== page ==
• Persimmons – 柿子 (shì zi) 柿 (shì) sounds the same as the word for yes (是 shì) in Chinese, so this fruit has the meaning of "may everything turn out as you wish".
  • Peaches – 桃子 (táo zi) In the legend Journey to the West, immortals from heaven give peaches as birthday gifts to the Goddess of Heaven. Peaches are said to be the fruit of gods, symbolizing longevity and health.
  • Grapes – 葡萄 (pú táo) A bunch of grapes symbolizes continuous luck and happiness.
  • Pomegranates石榴 (shí liu)– There are many seeds in pomegranates, conveying the meaning that generations of offspring will fill the house (formerly regarded as a sign of prosperity).

A fruit platter will sometimes be mixed with dried nuts such as peanuts, dried longans, red dates, baked seeds, and more, with their own special auspicious meanings. You can join our Half Day Hutong Pedicab Tour to see a real New Year Fruit Platter prepared by a local family.

4. Sweets

Serving sweet snacks brings a happy and sweet life in the New Year, but different areas of China have different traditional handmade sweets for the Chinese New Year.

1) Shandong: Sugar Melon

Shandong Sugar Melon

Shandong Sugar Melon

Sugar melon (糖瓜 táng guā) is a unique sweet snack in the countryside of the central region of Shandong Province, only making an appearance during the Chinese New Year period.

People first boil yellow rice flour and malt sugar into a batter, then beat and stretch the batter into a pumpkin shape before it cools, and finally roll with sesame and shake to form a sugar melon. With its crispy and sweet taste, sugar melon is children's favorite.

2) Beijing and Tianjin: Sachima and Mahua

Tianjin Mahua

Tianjin Mahua

Sachima (caramel treats, 沙琪玛) are sweet (Manchu) pastry popular in Beijing. They are made of fried strips of dough coated with syrup, pressed together, and cut into blocks.

Tianjin is known for its mahua (麻花 má huā), or fried dough twists, the best-known of which are from 18th Street (十八街麻花). They are made of two big, thick dough strips, filled with tasty ingredients including osmanthus and other nuts, and fried until golden.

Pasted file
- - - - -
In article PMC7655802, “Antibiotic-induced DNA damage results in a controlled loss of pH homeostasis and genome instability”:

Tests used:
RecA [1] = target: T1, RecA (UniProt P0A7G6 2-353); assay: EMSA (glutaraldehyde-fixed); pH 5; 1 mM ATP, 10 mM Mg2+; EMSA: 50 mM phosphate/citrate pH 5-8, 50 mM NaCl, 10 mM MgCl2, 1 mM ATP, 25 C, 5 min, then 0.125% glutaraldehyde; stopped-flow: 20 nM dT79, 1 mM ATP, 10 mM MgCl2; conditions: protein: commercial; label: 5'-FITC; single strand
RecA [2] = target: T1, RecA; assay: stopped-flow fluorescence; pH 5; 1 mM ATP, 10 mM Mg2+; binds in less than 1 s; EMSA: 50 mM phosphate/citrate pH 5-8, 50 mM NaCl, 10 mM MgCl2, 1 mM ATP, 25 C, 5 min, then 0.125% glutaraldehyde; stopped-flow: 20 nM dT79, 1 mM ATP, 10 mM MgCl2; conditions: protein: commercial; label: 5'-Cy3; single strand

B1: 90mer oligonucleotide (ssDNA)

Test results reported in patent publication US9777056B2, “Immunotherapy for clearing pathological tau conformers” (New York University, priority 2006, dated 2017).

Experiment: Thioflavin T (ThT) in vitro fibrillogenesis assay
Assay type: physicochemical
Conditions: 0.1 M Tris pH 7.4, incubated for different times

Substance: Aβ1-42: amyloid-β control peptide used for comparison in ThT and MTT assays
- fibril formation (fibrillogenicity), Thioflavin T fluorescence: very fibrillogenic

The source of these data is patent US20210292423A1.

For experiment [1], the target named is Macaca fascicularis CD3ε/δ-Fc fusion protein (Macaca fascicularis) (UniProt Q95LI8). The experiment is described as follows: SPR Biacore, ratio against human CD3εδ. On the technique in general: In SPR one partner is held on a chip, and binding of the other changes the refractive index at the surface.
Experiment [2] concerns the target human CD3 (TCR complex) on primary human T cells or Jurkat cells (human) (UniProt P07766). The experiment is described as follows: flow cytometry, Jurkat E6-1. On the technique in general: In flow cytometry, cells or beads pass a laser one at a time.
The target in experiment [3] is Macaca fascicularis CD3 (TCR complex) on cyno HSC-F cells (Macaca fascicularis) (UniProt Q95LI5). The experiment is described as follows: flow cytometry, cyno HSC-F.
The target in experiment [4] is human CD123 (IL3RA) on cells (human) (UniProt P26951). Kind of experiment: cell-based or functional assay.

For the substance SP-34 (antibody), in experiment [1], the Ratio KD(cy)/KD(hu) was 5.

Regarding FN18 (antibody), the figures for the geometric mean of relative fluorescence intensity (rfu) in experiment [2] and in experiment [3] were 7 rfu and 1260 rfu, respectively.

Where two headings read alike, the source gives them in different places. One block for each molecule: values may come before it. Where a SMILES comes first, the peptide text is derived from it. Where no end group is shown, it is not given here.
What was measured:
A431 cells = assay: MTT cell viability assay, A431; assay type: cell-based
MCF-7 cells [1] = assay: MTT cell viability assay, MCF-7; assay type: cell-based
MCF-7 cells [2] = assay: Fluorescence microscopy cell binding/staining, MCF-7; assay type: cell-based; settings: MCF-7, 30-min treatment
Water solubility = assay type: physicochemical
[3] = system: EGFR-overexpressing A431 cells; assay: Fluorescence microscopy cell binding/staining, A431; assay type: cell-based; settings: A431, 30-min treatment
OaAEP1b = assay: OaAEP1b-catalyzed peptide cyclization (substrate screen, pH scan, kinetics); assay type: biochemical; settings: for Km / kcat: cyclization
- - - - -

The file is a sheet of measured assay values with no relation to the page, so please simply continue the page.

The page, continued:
3) Jiangsu and Zhejiang: Crunchy Rice Candy

Crunchy Rice Candy

Crunchy Rice Candy

Crunchy rice candy (糖米 táng mǐ), a special refreshment in Jiangsu and Zhejiang Provinces, is made of glutinous rice fried with tea-seed oil, sugar, sesame, and osmanthus.

4) Fujian: Crunchy Peanut Candy

How to hand-make crunchy peanut candy (贡糖 gòng táng):

  • 1. Grind peanut kernels with a stone mill;
  • 2. Mix some peanut powder with malt sugar and roll out a rectangular wrapper;
  • 3. Mix the rest of the peanut powder with sugar as stuffing and put it in the middle of the wrapper;
  • 4. Roll the wrapper and press into a compacted strip;
  • 5. Cut the strip into small three- or four-centimeter pieces and finally wrap them in red paper.

5) Hunan: Ginger Candy

Ginger Candy

Ginger Candy

Ginger candy (姜拉糖 jiāng lā táng) is a handmade snack in the west of Hunan. It perfectly combines ginger juice and maltose. People believe that eating a piece of ginger candy after a rich meal can help to promote digestion.

6) Guangxi and Guangdong: Sugar Rings

Sugar rings in southern China are just as important as fried dough twists in northern China. These flower-shaped fried sweets are made of wheat flour, egg, and sugar, especially popular in Guangxi and Guangdong Provinces.

Tasting Desserts and Snacks with China Travel



In addition to those mentioned above, there are many other traditional desserts and snacks during Chinese New Year, for example, deep-fried sesame balls (麻球 má qíu) in Guangzhou, eight-treasure rice pudding (八宝饭 bā bǎo fàn) in Hangzhou, glutinous rice dumplings (粽子 zòng zi) in Guangxi, etc. Do not hesitate to contact us when you want to come and try some!

Click Traditional Chinese New Year Food to learn more about Chinese New Year dishes.